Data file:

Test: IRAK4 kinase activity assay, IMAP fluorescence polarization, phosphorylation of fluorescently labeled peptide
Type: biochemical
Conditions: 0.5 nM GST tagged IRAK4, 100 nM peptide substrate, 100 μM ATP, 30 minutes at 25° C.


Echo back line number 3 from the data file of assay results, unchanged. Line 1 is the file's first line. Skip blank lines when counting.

Conditions: 0.5 nM GST tagged IRAK4, 100 nM peptide substrate, 100 μM ATP, 30 minutes at 25° C.